Forest Musings


Education in a lecture room environment has conditioned us with a concept: a brainy person understands every thing and nothing exists in learning beyond an intelligent mind. I was firm in such a conviction till receiving a mild chiding from my father in 1960, then a postgraduate student of science.

 I was at my village home during summer of ’60, reading one of the bulky Upanishads for a fortnight. Nothing tangible entered my head including its pornographic mantras in the last part. I thought of expressing my opinion to my father about the poorly finished book. After hearing me, he gave a very short but an uneasy reply “ Is it necessary that you follow every thing right now after you have read? There will be a day when you will follow this Upanishad”. Now, I had to wait for the day when I could follow the Brihad Aranyak. How long?   I dared not ask him. Culture was a little different those days and talking between elders and youngsters rather restricted, especially in the strict Brahman families. More over, I had faith on what he had said. He used to spend eight hours a day in penance at the banks of Ganges and was respected for his psychic faculty.

I kept quiet after hearing my father, thinking about the date when his words will come true. He was not an ordinary person, nor was his end routine. In January ’61, he gave me a slip with an address of Varanasi. I knocked at the door of a person unknown to me. An old man   opened the door, looked at me, asked no questions and spoke  “I tell you this because you are son of M. He made a mistake in Sadhana  (of Tantra) and will die within six months”. He closed the door a minute after his unkind observations shook my heart, leaving me without any utterance for long. I was deeply   shocked. I had met the person first time and he treated me merely like a letter from my father, communicating his response on the same notepad. Funeral pyre of my father was lit soon.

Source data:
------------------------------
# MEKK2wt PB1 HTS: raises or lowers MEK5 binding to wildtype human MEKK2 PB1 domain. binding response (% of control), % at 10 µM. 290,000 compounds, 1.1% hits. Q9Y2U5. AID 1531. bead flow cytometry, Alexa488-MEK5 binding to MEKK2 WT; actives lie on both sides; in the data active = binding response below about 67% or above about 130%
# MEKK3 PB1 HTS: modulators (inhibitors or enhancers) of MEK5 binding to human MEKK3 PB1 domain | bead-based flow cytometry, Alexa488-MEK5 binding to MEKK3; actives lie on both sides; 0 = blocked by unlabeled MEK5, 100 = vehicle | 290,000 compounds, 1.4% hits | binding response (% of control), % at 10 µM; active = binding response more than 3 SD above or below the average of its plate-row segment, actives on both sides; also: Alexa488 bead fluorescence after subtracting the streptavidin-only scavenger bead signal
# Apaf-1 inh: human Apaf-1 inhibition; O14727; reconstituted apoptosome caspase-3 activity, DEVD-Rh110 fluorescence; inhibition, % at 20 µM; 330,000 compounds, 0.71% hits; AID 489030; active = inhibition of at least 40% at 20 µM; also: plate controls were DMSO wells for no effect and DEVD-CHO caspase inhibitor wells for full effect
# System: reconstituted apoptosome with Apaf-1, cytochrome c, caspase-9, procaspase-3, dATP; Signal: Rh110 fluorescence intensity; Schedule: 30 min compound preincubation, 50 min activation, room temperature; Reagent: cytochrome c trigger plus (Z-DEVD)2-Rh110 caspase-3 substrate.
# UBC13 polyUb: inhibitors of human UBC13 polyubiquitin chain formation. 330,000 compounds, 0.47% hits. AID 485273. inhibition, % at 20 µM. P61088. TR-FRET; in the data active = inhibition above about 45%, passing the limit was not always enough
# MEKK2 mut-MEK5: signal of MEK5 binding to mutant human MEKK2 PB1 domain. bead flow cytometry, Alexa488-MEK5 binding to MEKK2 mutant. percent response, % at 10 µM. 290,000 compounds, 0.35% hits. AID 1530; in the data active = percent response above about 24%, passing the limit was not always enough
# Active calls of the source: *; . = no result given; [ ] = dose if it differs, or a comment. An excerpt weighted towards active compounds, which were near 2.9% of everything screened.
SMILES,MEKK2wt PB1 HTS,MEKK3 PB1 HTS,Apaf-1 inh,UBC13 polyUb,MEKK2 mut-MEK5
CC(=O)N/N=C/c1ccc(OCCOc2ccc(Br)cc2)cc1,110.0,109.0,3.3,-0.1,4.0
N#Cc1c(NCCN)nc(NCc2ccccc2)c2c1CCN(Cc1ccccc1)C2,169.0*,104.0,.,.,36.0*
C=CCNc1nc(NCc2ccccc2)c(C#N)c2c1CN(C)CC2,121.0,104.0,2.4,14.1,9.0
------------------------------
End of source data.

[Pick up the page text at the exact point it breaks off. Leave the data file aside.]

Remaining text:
As student of science, I had learnt something extra after meeting the elderly gentleman. Science taught in the classrooms is not the end of knowledge. There is a wide spectrum of learning beyond science outside classrooms where persons like my father and this gentleman (Guru of my father?) excelled. They lived beyond wordy classrooms in a wordless world of psychic transactions, playing the game of life and death in Tantra.

After entering the invisible boxing ring of Tantra and surviving there instinctively I remember my two elders besides a common rule in life – those who live by sword die by sword. Many a times I have felt, I’m in a game of jingling, running to catch the bellman with my eyes blindfolded. A little extra  ‘jungle sensitiveness’ in me has helped me in surviving through difficult situations in Tantra.

Jim Corbett, a famous hunter of India, coined ‘jungle sensitiveness’ to denote the human faculty of grasping or sensing the attributes or feelings without involvement of the normal sense organs. His own example of the faculty relates to his tracking a tiger in darkness and changing his course when he approached a sensitive spot, amenable to attack by the beast. The hunter, shooting man-eaters of Kumaon, noted that the faculty, inculcated by man in forests since ages, “can be acquired only by living in jungles” (1, p. 155).